July 19, 2013:
Today, my white cell count is now officially "too low to count." In the days following my stem cell transplant I have been anxiously awaiting my blood counts to drop. The sooner they drop; the sooner they come up. The sooner they come up; the sooner I go home. You get the idea.
Other than being at a greater risk for infection, the plummeting blood counts are wreaking havoc on my energy level. I have been advised, cautioned, and directed to listen to my body over the next couple of days. So, as I let out a sigh of submission, I vow to listen to my body. Even though I had planned to take both a morning and an afternoon walk and catch up with some of my friends in the hall; I will listen to my body and accomplish these tasks when it is time. The bad news for those around me is that while my body is resting my brain and mouth never stop moving.
This journey was started by the need to find some physical healing, but it has steamrolled into so much more. By coming to Chicago, I have had the opportunity to meet and connect with people from all over the world who are gathered here for one mission-Taking our life back. There is a woman from Australia who has MS that is about one day ahead of me. There is a man with MS from New York who has, as of today, been accepted into the transplant study. There is a man who lives in Chicago who has seen the success of this study and is hoping for a confirmed CIDP diagnosis so that he can begin his healing. Lastly, I cannot forget my hospital neighbor, Ben.
Ben is from outside of London and has suffered for about 10 years with this disease. He is running about one week behind me in the study. When I met him it felt like I was seeing a long lost relative. For Ben, I am not sure it was the same, but he did say that I was only the second CIDP patient he had ever met. Our stories are eerily similar in the fact that we both have beautiful wives and two daughters of similar age. Ben plodded along for years not being able to get the medicine he needed and having to wait over two years to see a neurologist. Like me, Ben was no longer willing to just sit idly by and let the disease take over his life.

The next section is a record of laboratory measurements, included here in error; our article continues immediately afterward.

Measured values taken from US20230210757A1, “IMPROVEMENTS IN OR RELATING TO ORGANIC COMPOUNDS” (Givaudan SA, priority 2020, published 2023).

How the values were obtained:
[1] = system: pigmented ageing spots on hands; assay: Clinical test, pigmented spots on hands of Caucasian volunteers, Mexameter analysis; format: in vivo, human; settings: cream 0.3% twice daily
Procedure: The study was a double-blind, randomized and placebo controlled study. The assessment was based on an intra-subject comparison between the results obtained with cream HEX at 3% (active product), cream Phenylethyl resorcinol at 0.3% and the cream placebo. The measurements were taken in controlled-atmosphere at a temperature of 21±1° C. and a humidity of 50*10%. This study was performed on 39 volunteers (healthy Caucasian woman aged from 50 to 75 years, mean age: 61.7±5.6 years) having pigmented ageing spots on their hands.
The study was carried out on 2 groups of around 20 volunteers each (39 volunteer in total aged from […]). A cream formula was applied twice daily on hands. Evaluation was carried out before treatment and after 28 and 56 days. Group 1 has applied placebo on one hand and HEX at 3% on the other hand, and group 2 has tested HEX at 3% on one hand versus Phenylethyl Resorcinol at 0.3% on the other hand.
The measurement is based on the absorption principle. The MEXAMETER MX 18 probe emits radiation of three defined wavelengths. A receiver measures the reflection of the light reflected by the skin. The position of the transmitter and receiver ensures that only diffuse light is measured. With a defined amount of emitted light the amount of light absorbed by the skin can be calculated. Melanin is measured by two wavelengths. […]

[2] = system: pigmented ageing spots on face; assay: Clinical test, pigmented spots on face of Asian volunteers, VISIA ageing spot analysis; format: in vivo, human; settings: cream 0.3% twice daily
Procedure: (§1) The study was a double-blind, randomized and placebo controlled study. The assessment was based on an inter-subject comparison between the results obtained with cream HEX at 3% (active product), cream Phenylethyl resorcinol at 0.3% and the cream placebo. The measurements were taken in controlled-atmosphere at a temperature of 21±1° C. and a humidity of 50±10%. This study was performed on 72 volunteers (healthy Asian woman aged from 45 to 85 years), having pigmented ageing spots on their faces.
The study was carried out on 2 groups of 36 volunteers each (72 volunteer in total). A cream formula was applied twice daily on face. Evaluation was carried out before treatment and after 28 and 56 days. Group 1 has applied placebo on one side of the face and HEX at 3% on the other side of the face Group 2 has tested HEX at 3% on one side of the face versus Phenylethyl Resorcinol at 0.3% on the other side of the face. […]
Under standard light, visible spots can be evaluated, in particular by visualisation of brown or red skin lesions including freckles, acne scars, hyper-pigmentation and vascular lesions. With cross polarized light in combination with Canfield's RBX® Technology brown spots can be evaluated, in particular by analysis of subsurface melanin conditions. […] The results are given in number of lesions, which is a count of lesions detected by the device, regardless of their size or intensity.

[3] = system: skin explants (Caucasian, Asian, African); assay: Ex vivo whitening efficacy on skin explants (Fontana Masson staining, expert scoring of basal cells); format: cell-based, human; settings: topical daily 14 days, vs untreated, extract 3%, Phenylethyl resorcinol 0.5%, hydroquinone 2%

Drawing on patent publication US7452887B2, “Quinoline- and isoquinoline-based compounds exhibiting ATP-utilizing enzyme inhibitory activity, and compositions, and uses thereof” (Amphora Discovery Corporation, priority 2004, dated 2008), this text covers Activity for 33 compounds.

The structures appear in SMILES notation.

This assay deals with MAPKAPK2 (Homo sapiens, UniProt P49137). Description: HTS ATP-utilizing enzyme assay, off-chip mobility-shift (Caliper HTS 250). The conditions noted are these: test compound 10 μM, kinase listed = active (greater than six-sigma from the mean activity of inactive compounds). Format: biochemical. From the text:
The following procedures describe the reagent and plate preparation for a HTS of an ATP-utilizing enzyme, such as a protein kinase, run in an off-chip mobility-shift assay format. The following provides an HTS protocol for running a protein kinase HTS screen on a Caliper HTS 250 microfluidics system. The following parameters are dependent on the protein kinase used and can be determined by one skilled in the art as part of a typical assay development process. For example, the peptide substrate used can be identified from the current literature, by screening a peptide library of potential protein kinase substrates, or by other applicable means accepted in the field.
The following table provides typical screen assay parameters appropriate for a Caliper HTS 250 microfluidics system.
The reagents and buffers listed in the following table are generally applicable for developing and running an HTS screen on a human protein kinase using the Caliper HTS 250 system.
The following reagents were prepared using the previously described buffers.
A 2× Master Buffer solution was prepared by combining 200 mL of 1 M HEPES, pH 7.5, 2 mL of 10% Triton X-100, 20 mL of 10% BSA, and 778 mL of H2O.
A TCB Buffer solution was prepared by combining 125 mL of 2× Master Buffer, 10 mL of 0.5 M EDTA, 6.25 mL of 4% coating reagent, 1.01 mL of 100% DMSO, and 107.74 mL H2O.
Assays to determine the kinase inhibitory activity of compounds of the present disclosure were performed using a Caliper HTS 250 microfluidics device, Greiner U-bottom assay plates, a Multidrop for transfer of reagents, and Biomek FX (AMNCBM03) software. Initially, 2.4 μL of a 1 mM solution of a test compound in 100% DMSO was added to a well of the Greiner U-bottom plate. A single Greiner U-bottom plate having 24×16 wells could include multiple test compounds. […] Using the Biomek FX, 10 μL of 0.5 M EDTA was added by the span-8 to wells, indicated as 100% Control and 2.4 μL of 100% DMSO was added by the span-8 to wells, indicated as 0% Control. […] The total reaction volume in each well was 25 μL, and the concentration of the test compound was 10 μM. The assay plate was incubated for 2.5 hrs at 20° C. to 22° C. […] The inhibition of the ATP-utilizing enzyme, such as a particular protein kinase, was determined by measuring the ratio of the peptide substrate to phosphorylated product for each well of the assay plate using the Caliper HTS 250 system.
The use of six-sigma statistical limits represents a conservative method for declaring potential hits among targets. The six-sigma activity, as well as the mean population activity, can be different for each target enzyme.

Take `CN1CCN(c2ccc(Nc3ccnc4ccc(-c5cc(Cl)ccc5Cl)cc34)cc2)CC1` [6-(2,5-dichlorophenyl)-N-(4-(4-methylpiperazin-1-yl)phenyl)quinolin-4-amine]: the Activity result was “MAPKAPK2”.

Everyone has difficulties in their life. No one difficulty is more trivial than the next. What may be hard for me may be easy for you. These are all great statements and ones I have used to make excuses for myself. Chicago has allowed me the opportunity to make no more excuses. A spark has been lit in me to reach out and lift people up. I no longer am willing to hide my disease for fear of not fitting in. I write these words, not only for myself, but in the hope that one person may find comfort from my life.